- Nozzle temperature: 240-290°c
- Bed temperature: up to 65°c
- Bed surface: PVA glue stick, magigoo, garolite, 3D lac
- Print speed: 25:50 mm/s
- Fan speed: 0-50%
- Enclosure: recommended but not necessary.
Selective laser sintering (SLS)
SLS makes use of a laser to sinter a powder layer by layer until the part is complete. Various types of laser sintering technology abound. Although adaptation for metal and glass is available, most SLS 3D printers are oriented towards polymers.
One of the major materials used with SLS is nylon, specifically the PA11 and PA12 powder types. PA11 is applied in parts that require UV and impact resistance, while PA12 is more suitable for enhanced part strength and stiffness. As a result, reinforced PA powders also known as nylon composite powders abound. They usually contain either glass, aluminum, or carbon fiber particles in addition to nylon.
With SLS, it is possible to reuse up to 50-70% of uninsured powder for future prints.
This characteristic is a major advantage over FDM as the material extruded as support won't be converted back into filament for reuse. SLS is more suitable for 3D printing with nylon when compared to FDM. Nylon is useful in making functional parts, and SLS has the required ability to produce complex functional parts and gain strength from using powder rather than filament. The major disadvantage of SLS is its expensive industrial SLS 3D printers which often come with a high cost.
Multi-jet Fusion (MJF)
MJF is a unique powder sintering technology. It was developed by Hewlett Packard and launched in 2016. MJF bears certain similarities to SLS and also shares a thing or two with binder jetting.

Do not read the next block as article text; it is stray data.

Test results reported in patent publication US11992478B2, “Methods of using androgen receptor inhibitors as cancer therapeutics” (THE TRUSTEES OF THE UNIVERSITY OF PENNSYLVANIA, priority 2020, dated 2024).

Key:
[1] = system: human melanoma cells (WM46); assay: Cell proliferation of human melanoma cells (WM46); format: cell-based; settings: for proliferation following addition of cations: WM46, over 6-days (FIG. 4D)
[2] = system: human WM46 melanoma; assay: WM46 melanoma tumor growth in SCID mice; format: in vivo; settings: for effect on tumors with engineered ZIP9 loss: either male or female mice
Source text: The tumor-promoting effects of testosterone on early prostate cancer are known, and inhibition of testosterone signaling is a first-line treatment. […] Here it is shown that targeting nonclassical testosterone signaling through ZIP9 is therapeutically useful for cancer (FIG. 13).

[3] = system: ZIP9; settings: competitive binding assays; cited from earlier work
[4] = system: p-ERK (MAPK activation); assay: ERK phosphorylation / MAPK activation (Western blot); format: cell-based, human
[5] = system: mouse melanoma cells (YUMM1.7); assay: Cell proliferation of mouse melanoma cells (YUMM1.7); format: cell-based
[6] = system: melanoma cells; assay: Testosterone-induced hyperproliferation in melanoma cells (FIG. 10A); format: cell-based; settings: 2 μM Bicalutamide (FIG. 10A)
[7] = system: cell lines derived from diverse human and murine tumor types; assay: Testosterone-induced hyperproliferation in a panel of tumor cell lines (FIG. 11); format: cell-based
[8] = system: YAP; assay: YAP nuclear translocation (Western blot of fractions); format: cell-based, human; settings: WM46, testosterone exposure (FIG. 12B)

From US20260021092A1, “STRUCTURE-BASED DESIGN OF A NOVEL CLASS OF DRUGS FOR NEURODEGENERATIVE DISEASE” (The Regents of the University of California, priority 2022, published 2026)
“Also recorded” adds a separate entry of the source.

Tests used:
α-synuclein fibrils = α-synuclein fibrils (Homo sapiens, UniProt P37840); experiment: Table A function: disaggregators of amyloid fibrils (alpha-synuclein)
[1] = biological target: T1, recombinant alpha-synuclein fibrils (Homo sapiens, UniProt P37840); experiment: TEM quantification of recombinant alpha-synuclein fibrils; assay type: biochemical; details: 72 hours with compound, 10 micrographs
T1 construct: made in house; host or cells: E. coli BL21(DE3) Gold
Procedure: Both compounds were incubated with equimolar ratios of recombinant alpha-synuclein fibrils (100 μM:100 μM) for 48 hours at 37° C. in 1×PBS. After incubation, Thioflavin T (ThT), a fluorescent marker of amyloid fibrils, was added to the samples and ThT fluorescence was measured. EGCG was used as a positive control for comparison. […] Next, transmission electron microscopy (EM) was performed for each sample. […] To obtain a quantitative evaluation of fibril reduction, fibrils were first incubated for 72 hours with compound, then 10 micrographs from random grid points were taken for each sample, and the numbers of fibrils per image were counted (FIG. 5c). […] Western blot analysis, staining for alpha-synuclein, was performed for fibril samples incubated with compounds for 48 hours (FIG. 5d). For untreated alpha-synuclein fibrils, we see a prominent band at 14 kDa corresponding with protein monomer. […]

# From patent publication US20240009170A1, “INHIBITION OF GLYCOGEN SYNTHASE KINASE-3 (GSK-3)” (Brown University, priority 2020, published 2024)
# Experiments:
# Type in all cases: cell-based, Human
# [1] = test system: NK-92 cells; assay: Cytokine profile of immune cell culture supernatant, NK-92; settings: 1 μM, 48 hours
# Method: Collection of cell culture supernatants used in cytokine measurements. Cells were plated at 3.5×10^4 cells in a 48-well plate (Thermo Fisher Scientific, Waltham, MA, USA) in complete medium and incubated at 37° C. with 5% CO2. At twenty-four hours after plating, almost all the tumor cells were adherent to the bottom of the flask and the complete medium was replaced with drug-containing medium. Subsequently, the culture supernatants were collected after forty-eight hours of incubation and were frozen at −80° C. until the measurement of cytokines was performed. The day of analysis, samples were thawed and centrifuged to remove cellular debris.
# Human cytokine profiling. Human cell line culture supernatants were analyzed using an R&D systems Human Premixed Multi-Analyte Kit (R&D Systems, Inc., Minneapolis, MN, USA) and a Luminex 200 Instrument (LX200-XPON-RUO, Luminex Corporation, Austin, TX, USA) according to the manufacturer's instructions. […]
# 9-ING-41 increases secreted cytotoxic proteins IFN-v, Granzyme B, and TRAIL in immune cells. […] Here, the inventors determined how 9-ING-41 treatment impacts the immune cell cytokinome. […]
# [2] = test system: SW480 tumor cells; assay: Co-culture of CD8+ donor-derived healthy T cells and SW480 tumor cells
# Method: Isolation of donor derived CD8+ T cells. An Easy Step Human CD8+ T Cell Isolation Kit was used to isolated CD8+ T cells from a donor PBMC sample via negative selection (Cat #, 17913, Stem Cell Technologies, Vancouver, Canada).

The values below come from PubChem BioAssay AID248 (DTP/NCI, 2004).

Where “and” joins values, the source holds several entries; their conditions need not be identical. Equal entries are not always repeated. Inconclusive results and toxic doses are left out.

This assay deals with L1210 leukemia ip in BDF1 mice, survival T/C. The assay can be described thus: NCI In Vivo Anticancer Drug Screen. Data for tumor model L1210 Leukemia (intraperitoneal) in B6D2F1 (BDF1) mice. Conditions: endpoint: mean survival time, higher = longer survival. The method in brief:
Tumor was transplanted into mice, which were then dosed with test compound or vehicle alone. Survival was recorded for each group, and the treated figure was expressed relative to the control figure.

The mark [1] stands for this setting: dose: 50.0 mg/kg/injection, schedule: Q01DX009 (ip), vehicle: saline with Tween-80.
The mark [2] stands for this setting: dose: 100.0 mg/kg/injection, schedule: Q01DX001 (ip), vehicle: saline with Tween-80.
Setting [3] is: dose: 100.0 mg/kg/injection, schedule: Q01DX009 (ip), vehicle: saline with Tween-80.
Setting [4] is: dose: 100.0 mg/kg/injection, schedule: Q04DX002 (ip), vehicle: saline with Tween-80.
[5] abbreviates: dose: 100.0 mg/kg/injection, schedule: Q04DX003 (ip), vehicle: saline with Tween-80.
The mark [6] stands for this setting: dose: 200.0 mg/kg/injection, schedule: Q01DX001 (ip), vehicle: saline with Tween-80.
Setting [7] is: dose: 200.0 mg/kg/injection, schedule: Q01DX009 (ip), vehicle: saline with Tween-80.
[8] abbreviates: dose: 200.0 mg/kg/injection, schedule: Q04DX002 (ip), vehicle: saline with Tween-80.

Both MLF and SLS carry out the printing process in a similar manner. There is a distribution of a layer of powder into the build platform before sintering. However, whereas in SLS, the laser would start sintering, MLF takes an extra step in the printing process in the form of chemical agents.
The spraying of a fusing agent on top of each fresh layer of powder precisely where the future layer will be sintered. The fusing agent helps to absorb the energy from the printer's heat source. While SLS uses a high-powered laser, MJF depends on a high-powered Infrared light paired with the fusing agent to speed up the sintering process, thereby making MJF faster than SLS.
Nylon is considered the most popular material for printing 3D. It was first synthesized in 1935 by Dupont, an American chemical company. Nylon stands for a group of plastics called polymers. In 3D printing with nylon, three technologies are involved. They include fused deposition modeling (FDM), selective laser sintering (SLS), and multi-jet fusion (MJF), with each technology having insidious methods of 3D printing. Nylon, apart from its usefulness in 3D printing, also has a range of applications like its application in the textile industry, automobile industry, to mention a few.